Can drinking too much water be harmful to your health?
The advice “drink lots and lots of water” is one of the world’s longest-standing cliches, that no one would ever consider it to be dangerous or deadly.
Is there really such thing as over-hydration? In the case of marathon runner Frederic Lecao, there was. The athlete experienced cramps during some of his previous racing competitions and wanted to do everything he could to avoid that again.
Lecao recounted, “I was literally taking a sip every five minutes.” Lecao suffered the consequences of drinking too much water, which unfortunately were severe. “I was literally on the ground screaming in pain,” he said.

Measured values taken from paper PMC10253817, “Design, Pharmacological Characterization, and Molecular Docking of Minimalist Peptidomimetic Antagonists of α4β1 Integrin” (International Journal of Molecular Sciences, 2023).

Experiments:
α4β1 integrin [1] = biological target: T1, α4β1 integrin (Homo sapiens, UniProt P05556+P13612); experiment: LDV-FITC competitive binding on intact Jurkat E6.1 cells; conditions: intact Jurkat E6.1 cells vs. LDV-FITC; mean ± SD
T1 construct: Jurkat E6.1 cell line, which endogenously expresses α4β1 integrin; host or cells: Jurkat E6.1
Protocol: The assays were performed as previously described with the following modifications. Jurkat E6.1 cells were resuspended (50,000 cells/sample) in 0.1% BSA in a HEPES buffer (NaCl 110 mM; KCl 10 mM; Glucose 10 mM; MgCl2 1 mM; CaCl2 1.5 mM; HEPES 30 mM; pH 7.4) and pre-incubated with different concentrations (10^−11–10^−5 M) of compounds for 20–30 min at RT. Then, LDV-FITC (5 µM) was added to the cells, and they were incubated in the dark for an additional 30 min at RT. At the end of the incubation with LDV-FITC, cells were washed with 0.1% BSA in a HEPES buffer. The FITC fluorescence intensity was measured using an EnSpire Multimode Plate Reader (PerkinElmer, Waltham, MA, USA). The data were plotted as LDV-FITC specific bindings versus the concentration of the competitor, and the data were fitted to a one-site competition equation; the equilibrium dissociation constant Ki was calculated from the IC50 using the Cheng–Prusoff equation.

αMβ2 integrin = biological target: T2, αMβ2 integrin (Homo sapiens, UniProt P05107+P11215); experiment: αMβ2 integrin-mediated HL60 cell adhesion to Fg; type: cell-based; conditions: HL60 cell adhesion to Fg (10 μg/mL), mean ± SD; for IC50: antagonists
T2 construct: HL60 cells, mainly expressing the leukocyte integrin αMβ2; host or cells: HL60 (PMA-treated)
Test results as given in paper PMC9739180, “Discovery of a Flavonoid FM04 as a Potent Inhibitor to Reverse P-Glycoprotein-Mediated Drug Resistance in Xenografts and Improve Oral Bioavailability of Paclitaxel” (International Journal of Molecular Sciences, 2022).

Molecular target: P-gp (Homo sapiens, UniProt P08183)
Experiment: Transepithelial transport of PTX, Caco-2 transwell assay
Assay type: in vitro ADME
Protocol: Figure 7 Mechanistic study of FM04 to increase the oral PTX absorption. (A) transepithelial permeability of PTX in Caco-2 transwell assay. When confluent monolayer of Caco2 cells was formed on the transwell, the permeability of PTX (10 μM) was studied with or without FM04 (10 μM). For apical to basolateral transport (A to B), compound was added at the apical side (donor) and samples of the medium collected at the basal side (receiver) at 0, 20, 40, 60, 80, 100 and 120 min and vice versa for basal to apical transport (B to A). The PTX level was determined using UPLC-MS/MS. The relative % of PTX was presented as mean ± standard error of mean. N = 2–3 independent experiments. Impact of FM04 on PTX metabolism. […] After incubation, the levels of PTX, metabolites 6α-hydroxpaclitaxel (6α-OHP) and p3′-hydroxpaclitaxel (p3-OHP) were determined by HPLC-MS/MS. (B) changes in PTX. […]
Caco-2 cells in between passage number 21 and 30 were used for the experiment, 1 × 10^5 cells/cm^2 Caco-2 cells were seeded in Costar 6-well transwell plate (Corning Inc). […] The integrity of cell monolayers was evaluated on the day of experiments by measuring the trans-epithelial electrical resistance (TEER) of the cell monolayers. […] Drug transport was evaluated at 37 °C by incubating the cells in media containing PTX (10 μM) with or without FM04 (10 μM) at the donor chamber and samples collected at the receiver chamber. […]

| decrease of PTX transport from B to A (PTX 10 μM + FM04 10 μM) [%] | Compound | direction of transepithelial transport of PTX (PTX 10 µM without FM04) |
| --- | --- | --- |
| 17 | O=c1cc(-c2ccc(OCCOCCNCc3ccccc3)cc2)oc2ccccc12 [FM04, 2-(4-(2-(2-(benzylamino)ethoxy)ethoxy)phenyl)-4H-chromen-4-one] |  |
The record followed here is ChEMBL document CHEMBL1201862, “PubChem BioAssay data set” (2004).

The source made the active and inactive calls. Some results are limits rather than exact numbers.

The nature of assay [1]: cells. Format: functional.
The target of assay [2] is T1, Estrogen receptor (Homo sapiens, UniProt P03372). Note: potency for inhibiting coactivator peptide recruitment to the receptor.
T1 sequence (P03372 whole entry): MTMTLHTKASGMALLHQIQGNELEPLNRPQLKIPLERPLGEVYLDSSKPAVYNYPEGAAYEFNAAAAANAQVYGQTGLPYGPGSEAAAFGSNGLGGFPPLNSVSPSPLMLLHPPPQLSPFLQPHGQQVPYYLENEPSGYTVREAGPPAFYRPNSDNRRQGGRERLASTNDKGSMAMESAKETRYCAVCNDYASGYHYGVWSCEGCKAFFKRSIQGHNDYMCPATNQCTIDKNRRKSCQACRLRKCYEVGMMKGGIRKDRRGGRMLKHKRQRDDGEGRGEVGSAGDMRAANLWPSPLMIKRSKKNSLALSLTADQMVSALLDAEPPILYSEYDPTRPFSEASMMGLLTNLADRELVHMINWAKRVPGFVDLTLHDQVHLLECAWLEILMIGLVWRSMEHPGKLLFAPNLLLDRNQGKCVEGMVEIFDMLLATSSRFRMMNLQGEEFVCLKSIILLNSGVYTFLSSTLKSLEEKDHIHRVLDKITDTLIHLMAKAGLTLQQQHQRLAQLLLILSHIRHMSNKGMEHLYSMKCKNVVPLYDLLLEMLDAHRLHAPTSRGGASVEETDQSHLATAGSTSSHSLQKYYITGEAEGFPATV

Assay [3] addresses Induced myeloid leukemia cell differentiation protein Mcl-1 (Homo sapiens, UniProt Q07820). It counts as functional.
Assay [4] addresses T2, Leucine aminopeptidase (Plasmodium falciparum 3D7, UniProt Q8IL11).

According to Lecao, he consumed almost 13 cups of water halfway through the marathon. “My whole body shut down.” In medical terms, Lecao suffered from what is called hyponatremia, a dangerous low level of sodium or electrolytes in the blood.
Dr. Scott Weiss explained that when there is too much water and the sodium levels drop, “there can be issues with the heart, there can be issues with the muscles, there can be issues with the central nervous system.”
It could have been worse for Lecao, and he is considered lucky. In another unfortunate report, a 28 year-old woman named Jennifer Strange was killed after drinking water in excessive amounts while participating in a radio contest to drink as much water as possible. A 17 year-old football player reportedly drank 2 gallons of water after practice and died a short time later.
Dr. Weiss suggests that there is no specific amount of water consumption that is going to work for everyone. However, he considers this guideline, “Two-thousand calories most people will take in on an average diet and with 2,000 milliliters, that’s really 2 liters. So really, 2 liters of water is normal for a day.”